-Me doing balancing exercises with Melissa in our living room. 

On another note, I guess Annie tried to call me and it didn't work and she ended up talking to some random man several times. I hope this hasn't happened to anyone else. Don't be deterred from calling, let's just meet on Skype instead of talking on my phone. I also, for some reason, can't receive international texts, so if you are thinking how rude I am for not responding, I am not getting them. Love you all. Thanks for the emails, let's take the next step and skype. 

Earlier Today

I am in my apartment watching my very first tropical storm out the window. I just got home from school an hour ago, luckily. Alex said that if there is a full-blown hurricane we just stay in our apartment and feel sorry for people who live in less-sturdy buildings, so I hope that’s the case. It’s pretty cool though. It just looks like a really bad thunderstorm. Apparently they have days off school for hurricanes like we have for snowstorms in Michigan.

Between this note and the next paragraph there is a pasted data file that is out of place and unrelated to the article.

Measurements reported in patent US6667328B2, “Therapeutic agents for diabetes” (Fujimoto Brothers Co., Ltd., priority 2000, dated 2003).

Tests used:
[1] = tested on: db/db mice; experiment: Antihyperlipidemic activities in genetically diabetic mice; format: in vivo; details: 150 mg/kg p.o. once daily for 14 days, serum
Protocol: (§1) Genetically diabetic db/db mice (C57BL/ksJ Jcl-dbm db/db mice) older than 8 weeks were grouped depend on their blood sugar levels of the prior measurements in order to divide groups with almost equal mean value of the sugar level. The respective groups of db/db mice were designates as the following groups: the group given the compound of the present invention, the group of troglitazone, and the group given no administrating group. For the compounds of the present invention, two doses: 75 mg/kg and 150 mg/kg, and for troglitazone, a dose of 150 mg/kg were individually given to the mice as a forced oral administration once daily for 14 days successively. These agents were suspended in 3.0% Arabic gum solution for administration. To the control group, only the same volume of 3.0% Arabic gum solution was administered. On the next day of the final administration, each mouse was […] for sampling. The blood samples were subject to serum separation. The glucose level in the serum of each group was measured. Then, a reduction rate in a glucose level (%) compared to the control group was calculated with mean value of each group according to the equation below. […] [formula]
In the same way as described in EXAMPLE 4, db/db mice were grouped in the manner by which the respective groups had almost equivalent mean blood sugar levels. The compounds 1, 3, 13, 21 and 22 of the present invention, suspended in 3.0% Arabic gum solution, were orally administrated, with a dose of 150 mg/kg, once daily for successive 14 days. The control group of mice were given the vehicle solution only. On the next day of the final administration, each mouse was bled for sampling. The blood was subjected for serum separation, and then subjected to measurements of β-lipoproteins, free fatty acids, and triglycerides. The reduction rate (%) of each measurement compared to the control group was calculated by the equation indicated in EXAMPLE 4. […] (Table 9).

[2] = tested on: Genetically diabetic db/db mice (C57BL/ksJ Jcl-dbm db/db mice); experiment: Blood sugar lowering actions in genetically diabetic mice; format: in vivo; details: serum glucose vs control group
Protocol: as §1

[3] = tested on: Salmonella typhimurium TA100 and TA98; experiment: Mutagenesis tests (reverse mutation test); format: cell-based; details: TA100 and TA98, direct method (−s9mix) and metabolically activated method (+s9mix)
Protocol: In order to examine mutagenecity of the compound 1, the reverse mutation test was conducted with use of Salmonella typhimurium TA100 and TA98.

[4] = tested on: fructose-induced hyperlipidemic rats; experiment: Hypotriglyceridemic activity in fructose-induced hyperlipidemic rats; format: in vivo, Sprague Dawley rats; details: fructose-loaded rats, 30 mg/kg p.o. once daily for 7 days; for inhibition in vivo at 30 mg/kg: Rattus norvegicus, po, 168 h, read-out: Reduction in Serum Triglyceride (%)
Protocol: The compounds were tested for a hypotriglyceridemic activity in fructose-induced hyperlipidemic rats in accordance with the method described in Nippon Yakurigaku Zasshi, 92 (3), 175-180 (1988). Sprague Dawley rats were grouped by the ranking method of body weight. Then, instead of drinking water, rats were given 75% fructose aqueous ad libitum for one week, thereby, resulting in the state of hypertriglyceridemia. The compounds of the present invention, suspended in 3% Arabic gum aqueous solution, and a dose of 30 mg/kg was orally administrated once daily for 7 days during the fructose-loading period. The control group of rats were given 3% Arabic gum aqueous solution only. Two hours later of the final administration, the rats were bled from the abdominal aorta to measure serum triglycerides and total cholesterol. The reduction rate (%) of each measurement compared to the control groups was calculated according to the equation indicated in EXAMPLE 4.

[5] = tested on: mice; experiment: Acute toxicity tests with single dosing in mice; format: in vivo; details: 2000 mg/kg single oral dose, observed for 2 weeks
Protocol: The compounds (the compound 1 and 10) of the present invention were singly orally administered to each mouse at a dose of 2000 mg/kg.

It was over in 5 minutes. 

Sunday, August 16, 2009

All Weekend

Sorry that I didn't post this weekend. I was busy doing things other than typing on my computer so I didn't get a chance to blog, World (that's mostly a lie). Here's what I did: